7. I was going to put Victor Sjostrom’s THE OUTLAW AND HIS WIFE, but remembered that I have a fuzzy off-air NTSC VHS of that, so it really belongs on the previous list. Big Victor directed my all-time favourite film, HE WHO GETS SLAPPED. So, in the wake of David Bordwell’s brilliant piece on it, I choose INGEBORG HOLM from way back in 1913.

8. If Duvivier’s availability suffers from an unjustified downgrading of his reputation (as I believe), Robert Siodmak’s obscurity is a mystery. His Hollywood output is mostly obtainable with varying degrees of effort, but the only pre-American work out there appears to be PEOPLE ON SUNDAY and PIEGES, which isn’t exactly “available” but can be had if you know the right people. PIEGES is a dream of a film, a slick thriller that prefigures the American noirs and would be essential to an understanding of the man’s oeuvre. So who knows what else is required viewing? And the post-American period is almost equally underrepresented. I managed to see NIGHTS, WHEN THE DEVIL CAME, and was bowled over by it (a serial killer in Nazi Germany… some subjects may be too striking to actually do badly). DIE RATTEN is considered an important part of post-war German cinema, but you can’t see it. I’d like to.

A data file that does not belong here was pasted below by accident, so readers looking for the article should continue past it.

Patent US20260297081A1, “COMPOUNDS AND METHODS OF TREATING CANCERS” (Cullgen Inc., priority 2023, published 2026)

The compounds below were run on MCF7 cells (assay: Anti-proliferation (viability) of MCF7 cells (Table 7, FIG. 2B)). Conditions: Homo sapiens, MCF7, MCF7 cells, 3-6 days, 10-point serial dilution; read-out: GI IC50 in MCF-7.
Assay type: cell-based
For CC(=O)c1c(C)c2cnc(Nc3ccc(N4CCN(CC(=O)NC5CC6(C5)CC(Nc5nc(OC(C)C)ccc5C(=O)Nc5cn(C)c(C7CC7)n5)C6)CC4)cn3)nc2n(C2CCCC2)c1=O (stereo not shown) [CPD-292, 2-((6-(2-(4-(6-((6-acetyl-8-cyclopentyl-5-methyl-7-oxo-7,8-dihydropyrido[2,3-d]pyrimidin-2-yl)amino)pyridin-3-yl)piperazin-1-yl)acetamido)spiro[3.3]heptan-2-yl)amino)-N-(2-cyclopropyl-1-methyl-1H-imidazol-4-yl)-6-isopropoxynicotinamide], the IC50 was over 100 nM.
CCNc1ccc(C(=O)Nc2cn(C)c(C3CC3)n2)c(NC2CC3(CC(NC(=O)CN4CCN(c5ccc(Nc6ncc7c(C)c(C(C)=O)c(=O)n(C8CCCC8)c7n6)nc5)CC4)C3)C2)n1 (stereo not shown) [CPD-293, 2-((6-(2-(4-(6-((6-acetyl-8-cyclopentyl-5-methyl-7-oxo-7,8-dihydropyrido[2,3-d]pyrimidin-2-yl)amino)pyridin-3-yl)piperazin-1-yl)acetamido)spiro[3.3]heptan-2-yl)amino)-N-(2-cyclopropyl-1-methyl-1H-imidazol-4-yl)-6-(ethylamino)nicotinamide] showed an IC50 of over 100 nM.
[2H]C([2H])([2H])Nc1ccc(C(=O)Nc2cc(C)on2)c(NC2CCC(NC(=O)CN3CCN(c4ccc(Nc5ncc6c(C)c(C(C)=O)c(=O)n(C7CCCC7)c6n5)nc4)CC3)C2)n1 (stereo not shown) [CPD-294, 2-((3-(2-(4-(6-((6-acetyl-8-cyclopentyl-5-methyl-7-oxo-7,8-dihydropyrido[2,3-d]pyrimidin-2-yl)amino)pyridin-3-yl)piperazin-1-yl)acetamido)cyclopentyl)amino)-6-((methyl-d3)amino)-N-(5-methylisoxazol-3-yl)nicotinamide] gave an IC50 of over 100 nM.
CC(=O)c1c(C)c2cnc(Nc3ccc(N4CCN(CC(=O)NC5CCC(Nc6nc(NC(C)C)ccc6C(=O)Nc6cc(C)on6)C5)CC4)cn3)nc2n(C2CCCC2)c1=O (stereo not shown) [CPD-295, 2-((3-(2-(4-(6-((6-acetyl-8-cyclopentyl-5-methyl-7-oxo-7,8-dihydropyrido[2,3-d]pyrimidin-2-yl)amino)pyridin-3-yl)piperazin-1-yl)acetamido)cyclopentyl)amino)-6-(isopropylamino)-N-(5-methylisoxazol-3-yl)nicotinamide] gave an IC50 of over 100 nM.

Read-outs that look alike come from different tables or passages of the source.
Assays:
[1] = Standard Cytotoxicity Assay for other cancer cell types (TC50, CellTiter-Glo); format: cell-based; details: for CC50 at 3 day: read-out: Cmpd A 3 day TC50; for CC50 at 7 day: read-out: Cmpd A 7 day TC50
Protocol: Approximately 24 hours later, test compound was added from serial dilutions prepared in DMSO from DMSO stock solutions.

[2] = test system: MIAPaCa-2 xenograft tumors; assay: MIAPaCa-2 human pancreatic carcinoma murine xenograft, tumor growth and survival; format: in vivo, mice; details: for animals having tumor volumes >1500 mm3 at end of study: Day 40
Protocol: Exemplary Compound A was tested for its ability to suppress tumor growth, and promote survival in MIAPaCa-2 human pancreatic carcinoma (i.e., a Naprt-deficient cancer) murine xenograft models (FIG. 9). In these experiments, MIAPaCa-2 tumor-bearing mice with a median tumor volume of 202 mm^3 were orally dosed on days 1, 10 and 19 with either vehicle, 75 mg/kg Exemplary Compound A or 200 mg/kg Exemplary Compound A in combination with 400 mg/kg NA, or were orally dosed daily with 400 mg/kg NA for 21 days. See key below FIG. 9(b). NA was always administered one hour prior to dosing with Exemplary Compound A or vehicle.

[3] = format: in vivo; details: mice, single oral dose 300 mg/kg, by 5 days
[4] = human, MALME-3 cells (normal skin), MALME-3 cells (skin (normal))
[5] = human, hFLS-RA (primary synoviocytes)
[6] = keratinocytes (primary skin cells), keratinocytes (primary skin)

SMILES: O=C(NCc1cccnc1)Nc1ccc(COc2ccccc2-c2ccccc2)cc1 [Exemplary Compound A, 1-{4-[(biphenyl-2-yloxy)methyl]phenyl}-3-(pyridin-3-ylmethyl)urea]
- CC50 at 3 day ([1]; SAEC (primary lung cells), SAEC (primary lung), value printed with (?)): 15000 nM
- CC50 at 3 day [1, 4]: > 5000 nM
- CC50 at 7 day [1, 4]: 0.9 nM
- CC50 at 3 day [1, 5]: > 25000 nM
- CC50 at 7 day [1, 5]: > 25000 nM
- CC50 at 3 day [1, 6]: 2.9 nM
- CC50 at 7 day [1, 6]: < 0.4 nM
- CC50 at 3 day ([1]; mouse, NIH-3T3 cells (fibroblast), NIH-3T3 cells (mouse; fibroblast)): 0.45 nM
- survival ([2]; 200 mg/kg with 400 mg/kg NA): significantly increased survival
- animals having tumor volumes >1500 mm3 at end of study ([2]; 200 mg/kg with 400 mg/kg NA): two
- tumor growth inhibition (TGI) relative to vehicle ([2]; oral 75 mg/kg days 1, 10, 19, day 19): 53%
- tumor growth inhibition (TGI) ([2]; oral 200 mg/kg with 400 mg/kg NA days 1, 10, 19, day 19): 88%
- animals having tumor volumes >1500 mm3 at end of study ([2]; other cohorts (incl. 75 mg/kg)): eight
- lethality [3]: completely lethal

9. INN OF EVIL. Of course my shame at not having watched THE HUMAN CONDITION yet should preclude my mentioning more Masaki Kobayashi, but this one sounds too enticing. The fact that there are IMDb reviews suggests it is possible to see the thing.

10. THE DAY THE CLOWN CRIED. I can’t believe there isn’t a thriving black market trade in copies of this one. Jerry Lewis’s Holocaust movie is something of a legend, its release forestalled by legal disputes, its reputation as the ultimate bad-taste artistic folly fuelled by only rumour and a few witness reports (I like Dan Castellanata as an actor but I don’t necessarily trust him as a film critic). Some of Lewis’s later films are problematic enough even without death camps, but this demands to be seen.

11. Anything at all by Alessandro Blasetti? Or any of the countless Riccardo Freda films that can’t be seen? Mario Bava’s last work, the TV film VENUS OF ILE? The unseen early works of Max Ophüls? There are too many candidates for this penultimate slot.

12. A note of optimism — I’ve longed to see Nick Ray’s films for a very long time, as it’s measured in Scotland. And finally it seems like WE CAN’T GO HOME AGAIN and THE JANITOR are on their way into my feverish clutches, to join the heaps of the great unwatched in my living room.